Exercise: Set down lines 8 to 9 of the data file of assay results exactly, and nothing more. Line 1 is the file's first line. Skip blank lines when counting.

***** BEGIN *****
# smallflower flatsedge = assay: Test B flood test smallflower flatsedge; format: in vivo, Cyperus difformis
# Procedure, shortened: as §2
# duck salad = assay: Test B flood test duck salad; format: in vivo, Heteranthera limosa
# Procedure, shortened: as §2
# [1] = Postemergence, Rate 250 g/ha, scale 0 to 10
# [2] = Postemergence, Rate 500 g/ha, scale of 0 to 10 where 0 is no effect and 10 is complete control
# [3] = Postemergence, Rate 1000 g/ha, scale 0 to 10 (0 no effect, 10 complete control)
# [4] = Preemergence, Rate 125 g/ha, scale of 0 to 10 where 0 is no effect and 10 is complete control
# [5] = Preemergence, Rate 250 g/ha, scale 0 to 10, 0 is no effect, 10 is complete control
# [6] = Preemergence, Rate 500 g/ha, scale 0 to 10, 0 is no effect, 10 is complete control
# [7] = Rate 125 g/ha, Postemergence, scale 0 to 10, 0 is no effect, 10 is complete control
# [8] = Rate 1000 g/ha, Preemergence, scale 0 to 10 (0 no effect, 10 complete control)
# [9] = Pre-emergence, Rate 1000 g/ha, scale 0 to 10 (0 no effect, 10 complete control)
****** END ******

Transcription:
# [4] = Preemergence, Rate 125 g/ha, scale of 0 to 10 where 0 is no effect and 10 is complete control
# [5] = Preemergence, Rate 250 g/ha, scale 0 to 10, 0 is no effect, 10 is complete control